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PNS Daily Newscast - July 16, 2018 


Ahead of his meeting with Putin, President Trump tells CBS News the European Union a foe. Also on the Monday rundown: calls in Congress to investigate women miscarrying in ICE custody: concerns over a pre-existing conditions lawsuit; and Native Americans find ways to shift negative stereotypes.

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Poll: Wide Bipartisan and Tea Party Voter Support for Clean Water Protections

Wildlife biologist Eric Orff says Clean Water Act protections for small rivers and streams not only protect local trout but also New England's drinking water. Credit: Janice R. Orff
Wildlife biologist Eric Orff says Clean Water Act protections for small rivers and streams not only protect local trout but also New England's drinking water. Credit: Janice R. Orff
July 23, 2015

CONCORD, N.H. – A new bipartisan survey finds broad support, including from many Tea Party voters, for the Clean Water Act.

Three-in-four voters say the protections should apply to smaller rivers and streams.

The National Wildlife Federation national survey finds almost 9-in-10 registered voters say the Clean Water Act is more of a good thing than a burden.

Corey Ellis, co-chair of the New England board with Backcountry Hunters and Anglers, says the act needs to apply to smaller rivers and streams to protect the most sought after Granite State fish.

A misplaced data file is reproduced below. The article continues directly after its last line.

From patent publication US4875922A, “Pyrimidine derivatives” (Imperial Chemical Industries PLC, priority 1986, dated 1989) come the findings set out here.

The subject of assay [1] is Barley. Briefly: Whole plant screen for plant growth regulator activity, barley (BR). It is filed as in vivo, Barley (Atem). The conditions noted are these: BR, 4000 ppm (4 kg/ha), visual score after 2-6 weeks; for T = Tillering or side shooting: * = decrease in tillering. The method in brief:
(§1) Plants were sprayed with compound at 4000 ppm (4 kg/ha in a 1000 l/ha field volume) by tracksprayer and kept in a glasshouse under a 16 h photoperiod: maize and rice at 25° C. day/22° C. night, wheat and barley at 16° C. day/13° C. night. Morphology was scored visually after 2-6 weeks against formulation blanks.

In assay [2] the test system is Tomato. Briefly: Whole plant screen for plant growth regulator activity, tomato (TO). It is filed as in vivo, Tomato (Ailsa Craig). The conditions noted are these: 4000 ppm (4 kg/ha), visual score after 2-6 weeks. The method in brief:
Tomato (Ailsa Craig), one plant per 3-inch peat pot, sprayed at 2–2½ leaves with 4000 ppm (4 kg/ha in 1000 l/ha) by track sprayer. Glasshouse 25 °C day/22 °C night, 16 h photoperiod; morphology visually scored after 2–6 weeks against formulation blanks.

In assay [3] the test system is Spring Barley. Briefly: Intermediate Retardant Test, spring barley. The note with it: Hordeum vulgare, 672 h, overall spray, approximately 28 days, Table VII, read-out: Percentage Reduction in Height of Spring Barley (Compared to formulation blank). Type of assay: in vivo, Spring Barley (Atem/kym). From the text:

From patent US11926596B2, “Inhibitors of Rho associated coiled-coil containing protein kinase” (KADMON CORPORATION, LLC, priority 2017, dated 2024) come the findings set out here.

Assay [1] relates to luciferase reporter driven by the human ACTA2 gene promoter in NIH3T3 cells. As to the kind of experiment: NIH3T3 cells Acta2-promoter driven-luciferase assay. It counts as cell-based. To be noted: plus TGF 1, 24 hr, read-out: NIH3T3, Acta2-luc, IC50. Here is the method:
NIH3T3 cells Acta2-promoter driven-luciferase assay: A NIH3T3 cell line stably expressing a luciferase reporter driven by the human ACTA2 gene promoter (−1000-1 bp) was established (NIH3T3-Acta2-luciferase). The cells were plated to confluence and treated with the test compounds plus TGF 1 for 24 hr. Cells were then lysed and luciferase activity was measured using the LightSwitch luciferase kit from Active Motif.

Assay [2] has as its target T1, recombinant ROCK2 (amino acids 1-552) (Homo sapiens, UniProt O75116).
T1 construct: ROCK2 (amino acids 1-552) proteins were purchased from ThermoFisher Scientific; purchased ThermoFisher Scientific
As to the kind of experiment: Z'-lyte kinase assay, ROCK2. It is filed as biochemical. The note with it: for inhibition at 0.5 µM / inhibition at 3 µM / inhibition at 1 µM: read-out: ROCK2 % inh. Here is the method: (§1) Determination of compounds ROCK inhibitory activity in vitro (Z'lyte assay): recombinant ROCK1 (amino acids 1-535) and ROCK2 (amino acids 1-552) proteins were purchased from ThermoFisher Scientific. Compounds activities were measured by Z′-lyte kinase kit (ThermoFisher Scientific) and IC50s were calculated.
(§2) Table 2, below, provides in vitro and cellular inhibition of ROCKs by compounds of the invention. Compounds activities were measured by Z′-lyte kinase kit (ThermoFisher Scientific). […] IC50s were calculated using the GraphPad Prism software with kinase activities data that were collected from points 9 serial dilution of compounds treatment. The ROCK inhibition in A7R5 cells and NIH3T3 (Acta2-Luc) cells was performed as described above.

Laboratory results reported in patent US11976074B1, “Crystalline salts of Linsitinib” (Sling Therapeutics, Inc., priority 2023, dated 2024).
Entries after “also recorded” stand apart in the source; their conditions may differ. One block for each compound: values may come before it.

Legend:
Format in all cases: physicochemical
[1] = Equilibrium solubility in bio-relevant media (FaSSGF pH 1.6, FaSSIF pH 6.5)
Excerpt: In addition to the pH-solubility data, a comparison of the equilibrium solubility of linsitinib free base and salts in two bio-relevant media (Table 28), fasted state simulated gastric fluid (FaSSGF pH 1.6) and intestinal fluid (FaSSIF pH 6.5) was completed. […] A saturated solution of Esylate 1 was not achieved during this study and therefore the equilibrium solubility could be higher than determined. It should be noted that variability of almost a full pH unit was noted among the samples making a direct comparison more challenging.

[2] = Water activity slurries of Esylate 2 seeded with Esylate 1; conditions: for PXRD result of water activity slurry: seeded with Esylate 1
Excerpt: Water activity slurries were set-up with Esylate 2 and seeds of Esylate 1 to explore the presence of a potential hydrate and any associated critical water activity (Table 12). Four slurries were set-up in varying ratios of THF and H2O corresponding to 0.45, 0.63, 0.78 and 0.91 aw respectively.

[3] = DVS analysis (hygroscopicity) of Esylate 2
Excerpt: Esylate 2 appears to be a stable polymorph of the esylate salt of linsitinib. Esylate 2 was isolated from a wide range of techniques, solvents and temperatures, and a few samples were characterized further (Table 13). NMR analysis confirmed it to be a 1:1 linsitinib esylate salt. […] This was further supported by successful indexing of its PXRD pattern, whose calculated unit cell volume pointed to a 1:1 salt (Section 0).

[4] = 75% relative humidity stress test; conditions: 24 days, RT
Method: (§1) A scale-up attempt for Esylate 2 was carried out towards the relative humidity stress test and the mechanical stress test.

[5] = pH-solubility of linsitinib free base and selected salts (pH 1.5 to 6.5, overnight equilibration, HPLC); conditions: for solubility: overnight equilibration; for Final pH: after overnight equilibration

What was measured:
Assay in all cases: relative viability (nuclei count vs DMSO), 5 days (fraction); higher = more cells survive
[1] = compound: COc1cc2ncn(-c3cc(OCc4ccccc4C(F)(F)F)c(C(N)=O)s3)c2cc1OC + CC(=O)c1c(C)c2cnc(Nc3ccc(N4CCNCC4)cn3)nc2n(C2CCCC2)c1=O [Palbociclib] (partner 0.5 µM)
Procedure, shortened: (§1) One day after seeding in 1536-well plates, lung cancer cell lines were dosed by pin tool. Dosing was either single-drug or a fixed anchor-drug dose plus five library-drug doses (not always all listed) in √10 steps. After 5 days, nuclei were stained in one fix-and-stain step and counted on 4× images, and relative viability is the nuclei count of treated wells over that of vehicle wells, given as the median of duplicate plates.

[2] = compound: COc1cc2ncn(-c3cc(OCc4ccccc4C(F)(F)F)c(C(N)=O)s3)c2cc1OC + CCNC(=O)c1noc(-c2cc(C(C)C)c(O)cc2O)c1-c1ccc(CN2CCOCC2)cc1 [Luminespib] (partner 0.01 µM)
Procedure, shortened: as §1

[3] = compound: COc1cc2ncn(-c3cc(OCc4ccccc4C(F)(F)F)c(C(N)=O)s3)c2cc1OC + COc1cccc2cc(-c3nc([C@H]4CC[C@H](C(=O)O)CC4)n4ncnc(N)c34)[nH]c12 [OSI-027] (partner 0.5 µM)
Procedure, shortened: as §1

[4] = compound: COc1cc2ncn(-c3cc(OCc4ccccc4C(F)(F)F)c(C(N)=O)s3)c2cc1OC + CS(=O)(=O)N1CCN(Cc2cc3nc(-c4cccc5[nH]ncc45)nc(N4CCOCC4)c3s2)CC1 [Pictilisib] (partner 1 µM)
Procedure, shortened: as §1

"Well, in this region, it's trout, mostly brook trout, which are extremely sensitive to having cold and clean water,” he points out. “So you can imagine, if those waters that were recently protected by the EPA weren't clean, then these fish wouldn't be able to exist."

Some members of Congress say the EPA is overstepping its authority, but the new survey finds 75 percent of registered voters see applying the act to smaller rivers and streams as more of a safeguard than a burdensome regulation.

Lori Weigel, a pollster with Public Opinion Strategies, a Republican survey company, says 49 percent of the voters it surveyed identified with the Tea Party.

Even after hearing arguments against applying Clean Water Act protections to smaller streams and wetlands, she says support was still strong across all party lines.

"It doesn't do a whole heck of a lot of good to protect and clean up and restore these larger rivers and lakes if the waters flowing into them are polluted," Weigel states.

Wildlife biologist Eric Orff says these clean water protections also protect people all across New England.

"The homes for our native brook trout, one-third of the New Hampshire population uses for water supply,” he stresses. “So, if we have cold, clear water for our fish, that means we have clean, healthy water to drink ourselves."


Mike Clifford, Public News Service - NH